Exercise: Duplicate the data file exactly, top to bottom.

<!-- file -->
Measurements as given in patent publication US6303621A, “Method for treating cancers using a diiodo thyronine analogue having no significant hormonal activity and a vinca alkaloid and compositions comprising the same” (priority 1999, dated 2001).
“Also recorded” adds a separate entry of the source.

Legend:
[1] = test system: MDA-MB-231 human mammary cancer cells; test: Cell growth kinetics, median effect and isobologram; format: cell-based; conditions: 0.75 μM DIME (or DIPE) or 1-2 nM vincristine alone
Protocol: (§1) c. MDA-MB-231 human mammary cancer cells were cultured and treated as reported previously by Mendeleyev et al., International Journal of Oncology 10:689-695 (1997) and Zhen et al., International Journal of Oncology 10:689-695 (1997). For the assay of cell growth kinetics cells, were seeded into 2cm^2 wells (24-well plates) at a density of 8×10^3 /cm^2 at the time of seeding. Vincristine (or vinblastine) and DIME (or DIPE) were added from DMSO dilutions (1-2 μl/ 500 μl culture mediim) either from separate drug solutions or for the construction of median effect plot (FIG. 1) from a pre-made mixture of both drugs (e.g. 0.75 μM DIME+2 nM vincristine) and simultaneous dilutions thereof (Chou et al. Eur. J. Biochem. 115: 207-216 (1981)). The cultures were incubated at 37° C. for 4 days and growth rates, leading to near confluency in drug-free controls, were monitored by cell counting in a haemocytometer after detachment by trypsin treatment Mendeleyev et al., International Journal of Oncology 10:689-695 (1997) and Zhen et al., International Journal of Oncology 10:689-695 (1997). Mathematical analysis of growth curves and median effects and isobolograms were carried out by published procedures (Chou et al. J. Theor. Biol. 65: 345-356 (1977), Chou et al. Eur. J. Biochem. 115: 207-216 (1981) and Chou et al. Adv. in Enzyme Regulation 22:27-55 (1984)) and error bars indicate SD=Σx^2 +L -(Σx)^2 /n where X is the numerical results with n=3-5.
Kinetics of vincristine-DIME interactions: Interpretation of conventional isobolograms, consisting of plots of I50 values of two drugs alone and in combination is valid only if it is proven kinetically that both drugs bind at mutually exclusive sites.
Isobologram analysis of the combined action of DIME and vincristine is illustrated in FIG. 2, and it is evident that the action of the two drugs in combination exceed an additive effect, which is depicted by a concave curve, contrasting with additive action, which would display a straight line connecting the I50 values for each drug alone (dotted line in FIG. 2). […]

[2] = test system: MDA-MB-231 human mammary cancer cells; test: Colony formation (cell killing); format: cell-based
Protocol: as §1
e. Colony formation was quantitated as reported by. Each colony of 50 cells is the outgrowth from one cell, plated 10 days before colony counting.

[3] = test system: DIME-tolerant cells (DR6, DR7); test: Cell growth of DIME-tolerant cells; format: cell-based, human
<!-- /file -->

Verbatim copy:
Measurements as given in patent publication US6303621A, “Method for treating cancers using a diiodo thyronine analogue having no significant hormonal activity and a vinca alkaloid and compositions comprising the same” (priority 1999, dated 2001).
“Also recorded” adds a separate entry of the source.

Legend:
[1] = test system: MDA-MB-231 human mammary cancer cells; test: Cell growth kinetics, median effect and isobologram; format: cell-based; conditions: 0.75 μM DIME (or DIPE) or 1-2 nM vincristine alone
Protocol: (§1) c. MDA-MB-231 human mammary cancer cells were cultured and treated as reported previously by Mendeleyev et al., International Journal of Oncology 10:689-695 (1997) and Zhen et al., International Journal of Oncology 10:689-695 (1997). For the assay of cell growth kinetics cells, were seeded into 2cm^2 wells (24-well plates) at a density of 8×10^3 /cm^2 at the time of seeding. Vincristine (or vinblastine) and DIME (or DIPE) were added from DMSO dilutions (1-2 μl/ 500 μl culture mediim) either from separate drug solutions or for the construction of median effect plot (FIG. 1) from a pre-made mixture of both drugs (e.g. 0.75 μM DIME+2 nM vincristine) and simultaneous dilutions thereof (Chou et al. Eur. J. Biochem. 115: 207-216 (1981)). The cultures were incubated at 37° C. for 4 days and growth rates, leading to near confluency in drug-free controls, were monitored by cell counting in a haemocytometer after detachment by trypsin treatment Mendeleyev et al., International Journal of Oncology 10:689-695 (1997) and Zhen et al., International Journal of Oncology 10:689-695 (1997). Mathematical analysis of growth curves and median effects and isobolograms were carried out by published procedures (Chou et al. J. Theor. Biol. 65: 345-356 (1977), Chou et al. Eur. J. Biochem. 115: 207-216 (1981) and Chou et al. Adv. in Enzyme Regulation 22:27-55 (1984)) and error bars indicate SD=Σx^2 +L -(Σx)^2 /n where X is the numerical results with n=3-5.
Kinetics of vincristine-DIME interactions: Interpretation of conventional isobolograms, consisting of plots of I50 values of two drugs alone and in combination is valid only if it is proven kinetically that both drugs bind at mutually exclusive sites.
Isobologram analysis of the combined action of DIME and vincristine is illustrated in FIG. 2, and it is evident that the action of the two drugs in combination exceed an additive effect, which is depicted by a concave curve, contrasting with additive action, which would display a straight line connecting the I50 values for each drug alone (dotted line in FIG. 2). […]

[2] = test system: MDA-MB-231 human mammary cancer cells; test: Colony formation (cell killing); format: cell-based
Protocol: as §1
e. Colony formation was quantitated as reported by. Each colony of 50 cells is the outgrowth from one cell, plated 10 days before colony counting.

[3] = test system: DIME-tolerant cells (DR6, DR7); test: Cell growth of DIME-tolerant cells; format: cell-based, human